February 5, 2004 Dear Superintendent: Just a year ago, the U.S. Department of Education and its team of peer reviewers were meeting with officials from each State to review and discuss the proposed State accountability plans. At that time, I was on the other side of the table as the State superintendent for Arkansas. If your past year was anything like mine, I know you have been diligently working to implement your plan and other aspects related to the No Child Left Behind Act of 2001 (NCLB). I want to thank you for those efforts and pledge to you that this office will continue working with you as partners to implement this important act. Now, every State, the District of Columbia and Puerto Rico have approved accountability plans that are yielding progress toward our national goal of every child reaching gradelevel standards in reading/language arts and mathematics. While implementing your approved plan, you may identify a need to make changes in ways that strengthen your State accountability system and improve student academic achievement. While initially the Department’s policy provided an open-ended process to provide States maximum flexibility to address their individual timelines, many States have requested a more structured approach. Since I was just recently confirmed as the Assistant Secretary for the Office of Elementary and Secondary Education, I want to take this opportunity to explain the process my office will use to review and approve any requested amendments. As you know, education policies at the State and local level often change. Reasons for the change could range from the application of new instructional methods or programs, the removal of ineffective ones, the emergence of new issues or challenges related to student demographic shifts, or new leadership. Regardless of the reason, the flexibility the Department is showing in administering NCLB allows States to revise their State plans to reflect changes to strategies and programs for improving student achievement. Prior to implementing revisions, a State must submit them to the Department for review and approval, and, once approved, incorporate them into its approved Consolidated State Application Accountability Workbook. Several States have already exercised this authority.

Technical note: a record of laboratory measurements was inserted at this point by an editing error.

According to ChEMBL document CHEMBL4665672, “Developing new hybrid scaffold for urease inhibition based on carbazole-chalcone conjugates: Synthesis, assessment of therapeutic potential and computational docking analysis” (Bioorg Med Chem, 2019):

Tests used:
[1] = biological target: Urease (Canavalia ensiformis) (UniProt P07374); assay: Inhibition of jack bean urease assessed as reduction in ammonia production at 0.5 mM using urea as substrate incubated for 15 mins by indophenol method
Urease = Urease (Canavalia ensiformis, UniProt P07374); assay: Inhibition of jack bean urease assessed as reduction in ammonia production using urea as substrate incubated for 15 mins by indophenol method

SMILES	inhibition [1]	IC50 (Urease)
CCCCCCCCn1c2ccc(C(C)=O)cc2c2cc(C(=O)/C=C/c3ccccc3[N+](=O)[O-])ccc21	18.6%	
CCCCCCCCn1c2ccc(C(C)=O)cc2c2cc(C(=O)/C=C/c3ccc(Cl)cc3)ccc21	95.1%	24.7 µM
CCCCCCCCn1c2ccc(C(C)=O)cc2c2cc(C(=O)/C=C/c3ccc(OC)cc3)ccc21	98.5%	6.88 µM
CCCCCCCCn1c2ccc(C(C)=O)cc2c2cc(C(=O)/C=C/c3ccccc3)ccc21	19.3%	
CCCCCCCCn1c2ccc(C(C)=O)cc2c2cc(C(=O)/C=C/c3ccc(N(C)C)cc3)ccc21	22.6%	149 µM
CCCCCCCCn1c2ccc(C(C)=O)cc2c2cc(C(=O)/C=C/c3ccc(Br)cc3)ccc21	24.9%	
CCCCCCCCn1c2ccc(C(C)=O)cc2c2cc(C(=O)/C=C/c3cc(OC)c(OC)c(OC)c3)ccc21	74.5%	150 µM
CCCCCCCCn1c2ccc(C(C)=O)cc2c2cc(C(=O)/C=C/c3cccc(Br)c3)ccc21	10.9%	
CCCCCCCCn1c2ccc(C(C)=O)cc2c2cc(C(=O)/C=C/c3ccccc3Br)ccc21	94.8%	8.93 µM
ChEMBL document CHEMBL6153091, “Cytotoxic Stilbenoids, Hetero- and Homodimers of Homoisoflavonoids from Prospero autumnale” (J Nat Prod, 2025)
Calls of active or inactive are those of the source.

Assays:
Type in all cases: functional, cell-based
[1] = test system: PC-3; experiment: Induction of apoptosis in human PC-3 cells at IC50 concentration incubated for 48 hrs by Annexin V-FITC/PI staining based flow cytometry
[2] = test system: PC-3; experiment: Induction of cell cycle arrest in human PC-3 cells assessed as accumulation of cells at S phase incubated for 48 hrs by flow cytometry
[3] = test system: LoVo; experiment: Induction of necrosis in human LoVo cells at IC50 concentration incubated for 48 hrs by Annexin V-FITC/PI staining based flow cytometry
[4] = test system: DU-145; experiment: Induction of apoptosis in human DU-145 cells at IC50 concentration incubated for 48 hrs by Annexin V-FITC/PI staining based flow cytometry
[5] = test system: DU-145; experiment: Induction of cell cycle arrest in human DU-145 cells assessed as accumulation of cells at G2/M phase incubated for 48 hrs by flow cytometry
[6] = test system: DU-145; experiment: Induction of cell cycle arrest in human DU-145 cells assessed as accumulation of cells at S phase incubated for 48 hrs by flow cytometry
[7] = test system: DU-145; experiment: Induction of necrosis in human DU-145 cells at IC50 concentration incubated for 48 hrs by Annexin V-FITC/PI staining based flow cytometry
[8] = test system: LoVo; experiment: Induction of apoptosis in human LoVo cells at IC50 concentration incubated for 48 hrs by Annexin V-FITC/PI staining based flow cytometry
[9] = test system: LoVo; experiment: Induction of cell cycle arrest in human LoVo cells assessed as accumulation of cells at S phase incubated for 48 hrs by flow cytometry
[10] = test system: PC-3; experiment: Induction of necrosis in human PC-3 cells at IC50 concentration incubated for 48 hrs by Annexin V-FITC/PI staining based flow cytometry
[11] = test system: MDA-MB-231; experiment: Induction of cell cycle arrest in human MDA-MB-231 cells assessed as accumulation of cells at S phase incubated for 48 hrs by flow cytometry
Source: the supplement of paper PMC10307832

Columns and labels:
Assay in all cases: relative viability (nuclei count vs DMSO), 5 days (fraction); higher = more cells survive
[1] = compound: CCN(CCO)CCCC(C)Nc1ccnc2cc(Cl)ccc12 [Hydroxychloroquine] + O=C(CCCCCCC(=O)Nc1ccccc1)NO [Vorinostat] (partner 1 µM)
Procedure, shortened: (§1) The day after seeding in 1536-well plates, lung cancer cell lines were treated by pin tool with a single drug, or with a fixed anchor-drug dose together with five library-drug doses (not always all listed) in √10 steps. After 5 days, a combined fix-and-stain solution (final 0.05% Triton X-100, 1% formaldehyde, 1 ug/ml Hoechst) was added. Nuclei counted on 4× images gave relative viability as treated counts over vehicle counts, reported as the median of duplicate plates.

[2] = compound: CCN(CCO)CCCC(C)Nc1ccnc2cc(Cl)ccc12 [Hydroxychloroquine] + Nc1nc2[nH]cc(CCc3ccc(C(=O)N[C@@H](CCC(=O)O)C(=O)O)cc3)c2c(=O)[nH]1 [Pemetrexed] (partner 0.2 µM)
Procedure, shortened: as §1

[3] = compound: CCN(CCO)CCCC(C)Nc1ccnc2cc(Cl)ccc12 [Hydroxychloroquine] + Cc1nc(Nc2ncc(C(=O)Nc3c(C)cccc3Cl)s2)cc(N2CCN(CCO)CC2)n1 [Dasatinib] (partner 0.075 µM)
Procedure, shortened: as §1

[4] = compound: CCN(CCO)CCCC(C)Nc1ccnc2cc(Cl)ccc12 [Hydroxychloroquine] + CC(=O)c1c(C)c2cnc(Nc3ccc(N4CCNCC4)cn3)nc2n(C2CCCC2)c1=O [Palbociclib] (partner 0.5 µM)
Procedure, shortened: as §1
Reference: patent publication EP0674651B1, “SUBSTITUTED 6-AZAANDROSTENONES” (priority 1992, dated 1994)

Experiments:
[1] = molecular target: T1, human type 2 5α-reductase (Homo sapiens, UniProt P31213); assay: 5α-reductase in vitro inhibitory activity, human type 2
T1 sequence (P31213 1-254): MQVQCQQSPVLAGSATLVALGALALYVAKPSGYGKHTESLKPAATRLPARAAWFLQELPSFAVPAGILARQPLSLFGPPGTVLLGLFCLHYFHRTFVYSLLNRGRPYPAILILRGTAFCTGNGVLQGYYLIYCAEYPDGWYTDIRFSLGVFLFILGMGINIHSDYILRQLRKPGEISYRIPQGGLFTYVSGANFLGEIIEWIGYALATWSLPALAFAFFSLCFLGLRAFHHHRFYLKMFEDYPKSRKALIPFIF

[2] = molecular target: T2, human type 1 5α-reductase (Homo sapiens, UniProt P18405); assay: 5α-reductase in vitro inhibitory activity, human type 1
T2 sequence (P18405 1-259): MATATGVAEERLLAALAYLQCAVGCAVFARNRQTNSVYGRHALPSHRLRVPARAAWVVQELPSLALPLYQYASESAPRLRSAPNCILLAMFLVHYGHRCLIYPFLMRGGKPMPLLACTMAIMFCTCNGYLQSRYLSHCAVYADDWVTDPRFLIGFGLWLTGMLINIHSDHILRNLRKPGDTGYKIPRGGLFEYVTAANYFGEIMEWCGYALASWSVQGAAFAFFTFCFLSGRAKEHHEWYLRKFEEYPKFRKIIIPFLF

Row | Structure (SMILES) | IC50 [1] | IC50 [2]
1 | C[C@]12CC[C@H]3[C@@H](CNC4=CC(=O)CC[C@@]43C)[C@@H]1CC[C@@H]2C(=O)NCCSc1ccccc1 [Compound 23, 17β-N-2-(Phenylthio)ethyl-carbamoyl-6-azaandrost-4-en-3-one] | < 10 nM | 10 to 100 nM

A State that desires to amend its accountability plan should submit to the Department a written request, including the rationale for the amendment and any evidence relevant to the effect the amendment may have on the State’s accountability system. For amendments that apply to the current year’s assessment results, submission to the Department should occur no later than April 1st of that year. This timeline is designed to provide sufficient time for the Department to review and approve the amendment(s), and notify the State of such approval so that the State can apply the amendment(s) without delaying adequate yearly progress (AYP) determinations and school improvement identifications. Upon receipt of an amendment request, the Department will review it to ensure that it meets the requirements of the law and regulations, and will make every effort to respond within 30 days of its receipt. Once the amendment request is determined to be in alignment with the law and regulations, the Department will ask the State to electronically submit an amended Workbook with the date of submission and amended elements noted on the cover page. After the amended Workbook is received, the Department will notify the State that its request is approved and will post the amended Workbook on the ED website. Please note that the Department must approve a State’s amendment to its accountability plan prior to a State implementing that amendment. Since State accountability plans were first approved, the Department has finalized a regulation addressing the use of alternate assessments based on alternate achievement standards in AYP decisions. This regulation took effect on January 8, 2004 and will guide AYP decisions based on assessment data beginning with the current school year. Under this regulation, a State may adopt alternate achievement standards to measure the progress of students with the most significant cognitive disabilities. If a State does not adopt alternate achievement standards, then all alternate assessments must be based on grade-level achievement standards. Some States will need to amend their plans to align their accountability system with this regulation. Specifically, States that counted students as ‘participants’ under NCLB even if they took an out-of-level assessment that was not based on alternate achievement standards as outlined in the regulation will need to adjust this procedure. Students can only be counted as participants if they take an assessment that meets the requirements of the final regulation [34 C.F.R. § 200.2 (2003)]. Your Title I coordinator was notified of the new regulation at the time it was issued. I invite you to contact my office if you have any questions regarding any part of this process, or if we can provide you any other assistance as you implement the provisions of NCLB. Thank you again for your earnest efforts to improve education for America’s children. Sincerely, /S/ Raymond Simon